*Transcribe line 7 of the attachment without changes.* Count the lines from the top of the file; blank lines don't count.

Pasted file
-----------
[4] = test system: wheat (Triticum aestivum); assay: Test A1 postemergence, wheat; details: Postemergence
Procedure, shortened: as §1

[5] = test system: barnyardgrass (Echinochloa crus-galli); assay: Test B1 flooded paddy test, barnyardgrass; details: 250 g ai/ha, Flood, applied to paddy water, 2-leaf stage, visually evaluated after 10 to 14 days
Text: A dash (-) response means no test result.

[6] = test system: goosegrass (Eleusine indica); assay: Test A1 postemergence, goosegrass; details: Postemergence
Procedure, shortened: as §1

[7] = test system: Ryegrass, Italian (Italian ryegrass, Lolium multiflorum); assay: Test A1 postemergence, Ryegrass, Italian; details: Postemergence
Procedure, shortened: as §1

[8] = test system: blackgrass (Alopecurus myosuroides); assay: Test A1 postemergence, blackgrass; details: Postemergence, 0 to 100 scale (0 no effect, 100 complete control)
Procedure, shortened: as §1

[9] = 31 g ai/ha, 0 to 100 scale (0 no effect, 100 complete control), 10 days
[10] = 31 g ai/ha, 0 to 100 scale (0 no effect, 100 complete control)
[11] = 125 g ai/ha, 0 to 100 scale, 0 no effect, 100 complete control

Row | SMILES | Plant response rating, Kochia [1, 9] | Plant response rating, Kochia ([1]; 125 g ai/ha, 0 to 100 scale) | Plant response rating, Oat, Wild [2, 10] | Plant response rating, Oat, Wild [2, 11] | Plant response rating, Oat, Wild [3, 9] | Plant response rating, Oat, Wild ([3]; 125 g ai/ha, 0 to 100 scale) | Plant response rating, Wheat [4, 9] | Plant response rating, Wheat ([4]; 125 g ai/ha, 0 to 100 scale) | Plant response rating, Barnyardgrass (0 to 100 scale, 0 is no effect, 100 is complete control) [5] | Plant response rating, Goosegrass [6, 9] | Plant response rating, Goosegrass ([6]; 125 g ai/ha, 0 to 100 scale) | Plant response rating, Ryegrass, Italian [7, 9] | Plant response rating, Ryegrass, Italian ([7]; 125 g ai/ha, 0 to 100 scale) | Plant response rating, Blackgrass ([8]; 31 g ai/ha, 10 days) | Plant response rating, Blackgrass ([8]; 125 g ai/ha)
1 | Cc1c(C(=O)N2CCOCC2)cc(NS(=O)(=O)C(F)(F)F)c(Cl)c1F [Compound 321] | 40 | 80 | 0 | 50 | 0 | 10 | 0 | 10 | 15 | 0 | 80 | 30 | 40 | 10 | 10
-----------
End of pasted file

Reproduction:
[7] = test system: Ryegrass, Italian (Italian ryegrass, Lolium multiflorum); assay: Test A1 postemergence, Ryegrass, Italian; details: Postemergence